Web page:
It is also a feature of the new polymer of the invention that, while the molecular weight of the polymer is markedly increased, it is still a white polymer meeting the highest standards of whiteness. This is indeed remarkable, since prior art attempts to obtain high molecular weight polymer usually led to a yellowish or otherwise discolored nylon-4 polymer. Another remarkable aspect of the present invention is that the high molecular weight and white color are consistently obtained, thereby making possible, for the first time, the commercial production of melt-spinnable nylon-4- polymer.

The new polymer of the invention can be prepared by polymerizing 2-pyrrolidone using an alkaline polymerization catalyst in the presence of CO For example, polymerization can be effected by bubbling CO through a mixture of 2-pyrrolidone and an alkali metal salt of 2-pyrrolidone, e.g. sodium or potassium pyrrolidonate, the alkali metal pyrrolidonate functioning as an alkaline polymerization catalyst.

The new polymer of the invention can also be prepared by reacting CO; with the alkali metal salt of 2-pyrrolidone to form an adduct of CO and the alkali metal pyrrolidonate, and then polymerizing the 2-pyrrolidone monomer in the presence of the adduct.

The art has not considered carbon dioxide to be an activator for the polymerization of 2-pyrrolidone, and although virtually every oxygen-containing compound has been Pr posed as anactivator, there has never been a proposal touse carbon dioxide in the polymerization of 2- pyrrolidone. Indeed, While U.S. Pat. 2,907,755 proposed the use of carbon monoxide as a co-catalyst (activator) in the polymerization of 2-pyrrolidone, it does not mention any other compound to be used to activate the catalyst.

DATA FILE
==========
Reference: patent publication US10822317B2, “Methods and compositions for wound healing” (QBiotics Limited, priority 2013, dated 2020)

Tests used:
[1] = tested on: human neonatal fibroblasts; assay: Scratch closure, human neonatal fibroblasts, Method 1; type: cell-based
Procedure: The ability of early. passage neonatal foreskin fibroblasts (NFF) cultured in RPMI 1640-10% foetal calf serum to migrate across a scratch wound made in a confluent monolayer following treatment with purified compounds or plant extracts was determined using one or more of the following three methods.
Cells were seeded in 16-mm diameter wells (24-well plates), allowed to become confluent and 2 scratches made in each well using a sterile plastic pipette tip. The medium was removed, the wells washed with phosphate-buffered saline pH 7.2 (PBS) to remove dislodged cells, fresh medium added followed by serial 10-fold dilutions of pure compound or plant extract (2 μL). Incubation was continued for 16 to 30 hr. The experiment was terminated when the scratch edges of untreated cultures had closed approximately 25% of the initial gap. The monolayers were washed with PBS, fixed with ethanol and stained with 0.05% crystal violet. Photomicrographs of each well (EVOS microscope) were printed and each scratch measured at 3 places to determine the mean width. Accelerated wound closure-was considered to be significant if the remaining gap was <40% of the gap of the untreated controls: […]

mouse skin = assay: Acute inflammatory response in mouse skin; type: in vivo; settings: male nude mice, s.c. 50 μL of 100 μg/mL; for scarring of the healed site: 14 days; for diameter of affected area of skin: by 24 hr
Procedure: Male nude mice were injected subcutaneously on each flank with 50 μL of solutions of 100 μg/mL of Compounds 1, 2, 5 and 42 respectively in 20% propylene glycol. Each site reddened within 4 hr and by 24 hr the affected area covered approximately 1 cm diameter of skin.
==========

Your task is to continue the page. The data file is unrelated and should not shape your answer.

Carbon dioxide has been used as an activator, or cocatalyst, in the polymerization of lactams having 6 or more carbon atoms in the ring, in the presence of alkali metals, particularly sodium metal, as the catalyst. See, for example, S. Chrzczonowicz, and B. Ostaszewski, Bull. Acad. Polon, Sci., Ser. Sci. Chim 13 (2), 85-8 (1965), which describes the polymerization of Zetaenantholactam in the presence of either carbon dioxide or an acyl lactam as the activator. See also Mezdunar, 'Simpozium P. Makromolekul. Khim., Dokl. Moscow 1960, Sekteiya 2, 497-503 in which Chrzczonowicz et al. describe the polymerization of caprylolactam, enantholactam, and caprolactam using sodium metal and carbon dioxide. Based on this Work, British Pat. 1,060,747 describes the polymerization of laurolactam in the presence of sodium metal and carbon dioxide. A further patent showing the use of carbon dioxide in the polymerization of higher lactarns is Japanese patent publication 11,541/60, which describes the polymerization of caprolactam using an alkali metal hydroxide and carbon dioxide. However, there has never been a proposal of a polymer of 2-pyrrolidone having the thermal stability characteristics of the polymer of the present invention. Further, there exists a number of patents that require that carbon dioxide be deliberately excluded from the polymerization of 2-pyrrolidone. See for example, Example 1 and other examples of U.S. Pat. 3,158,589. Although I do not wish to be bound by any theory for my invention, nevertheless it appears that the prejudice against the use of carbon dioxide in the polymerization of 2-pyrrolidone was because it was believed to have a detrimental effect on the catalyst.